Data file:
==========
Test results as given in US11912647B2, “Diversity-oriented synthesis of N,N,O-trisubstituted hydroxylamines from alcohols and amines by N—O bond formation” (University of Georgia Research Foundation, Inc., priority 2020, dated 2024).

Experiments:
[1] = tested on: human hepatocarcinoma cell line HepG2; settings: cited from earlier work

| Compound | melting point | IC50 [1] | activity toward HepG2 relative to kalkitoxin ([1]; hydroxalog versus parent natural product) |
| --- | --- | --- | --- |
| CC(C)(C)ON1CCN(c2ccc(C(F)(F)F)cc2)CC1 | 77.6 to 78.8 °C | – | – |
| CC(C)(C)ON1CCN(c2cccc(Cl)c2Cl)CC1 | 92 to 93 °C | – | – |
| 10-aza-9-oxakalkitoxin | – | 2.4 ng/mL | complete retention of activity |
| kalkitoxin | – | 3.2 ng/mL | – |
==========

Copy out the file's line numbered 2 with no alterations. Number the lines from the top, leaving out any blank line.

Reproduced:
Experiments: